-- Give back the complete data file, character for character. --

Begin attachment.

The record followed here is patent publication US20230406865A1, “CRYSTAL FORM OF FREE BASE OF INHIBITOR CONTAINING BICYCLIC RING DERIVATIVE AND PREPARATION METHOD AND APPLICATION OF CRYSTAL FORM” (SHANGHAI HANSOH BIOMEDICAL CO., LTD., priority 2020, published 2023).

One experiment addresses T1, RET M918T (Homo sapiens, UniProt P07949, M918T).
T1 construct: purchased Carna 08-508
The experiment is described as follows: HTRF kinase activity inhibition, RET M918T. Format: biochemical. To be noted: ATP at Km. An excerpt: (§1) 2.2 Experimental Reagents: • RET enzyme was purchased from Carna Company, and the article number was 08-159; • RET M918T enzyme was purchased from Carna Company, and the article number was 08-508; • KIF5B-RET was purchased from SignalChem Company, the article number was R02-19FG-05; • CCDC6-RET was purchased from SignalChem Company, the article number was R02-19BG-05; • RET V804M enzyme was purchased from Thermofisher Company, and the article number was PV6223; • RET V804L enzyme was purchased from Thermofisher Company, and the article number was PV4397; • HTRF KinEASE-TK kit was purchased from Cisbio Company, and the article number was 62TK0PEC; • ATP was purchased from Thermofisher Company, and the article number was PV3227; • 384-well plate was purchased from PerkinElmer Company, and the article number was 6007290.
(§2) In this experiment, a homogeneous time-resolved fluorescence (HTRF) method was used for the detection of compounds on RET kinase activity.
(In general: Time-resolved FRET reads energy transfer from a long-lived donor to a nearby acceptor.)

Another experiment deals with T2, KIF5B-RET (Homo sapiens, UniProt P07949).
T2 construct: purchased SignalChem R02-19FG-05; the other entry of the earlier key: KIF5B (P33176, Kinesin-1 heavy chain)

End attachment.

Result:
The record followed here is patent publication US20230406865A1, “CRYSTAL FORM OF FREE BASE OF INHIBITOR CONTAINING BICYCLIC RING DERIVATIVE AND PREPARATION METHOD AND APPLICATION OF CRYSTAL FORM” (SHANGHAI HANSOH BIOMEDICAL CO., LTD., priority 2020, published 2023).

One experiment addresses T1, RET M918T (Homo sapiens, UniProt P07949, M918T).
T1 construct: purchased Carna 08-508
The experiment is described as follows: HTRF kinase activity inhibition, RET M918T. Format: biochemical. To be noted: ATP at Km. An excerpt: (§1) 2.2 Experimental Reagents: • RET enzyme was purchased from Carna Company, and the article number was 08-159; • RET M918T enzyme was purchased from Carna Company, and the article number was 08-508; • KIF5B-RET was purchased from SignalChem Company, the article number was R02-19FG-05; • CCDC6-RET was purchased from SignalChem Company, the article number was R02-19BG-05; • RET V804M enzyme was purchased from Thermofisher Company, and the article number was PV6223; • RET V804L enzyme was purchased from Thermofisher Company, and the article number was PV4397; • HTRF KinEASE-TK kit was purchased from Cisbio Company, and the article number was 62TK0PEC; • ATP was purchased from Thermofisher Company, and the article number was PV3227; • 384-well plate was purchased from PerkinElmer Company, and the article number was 6007290.
(§2) In this experiment, a homogeneous time-resolved fluorescence (HTRF) method was used for the detection of compounds on RET kinase activity.
(In general: Time-resolved FRET reads energy transfer from a long-lived donor to a nearby acceptor.)

Another experiment deals with T2, KIF5B-RET (Homo sapiens, UniProt P07949).
T2 construct: purchased SignalChem R02-19FG-05; the other entry of the earlier key: KIF5B (P33176, Kinesin-1 heavy chain)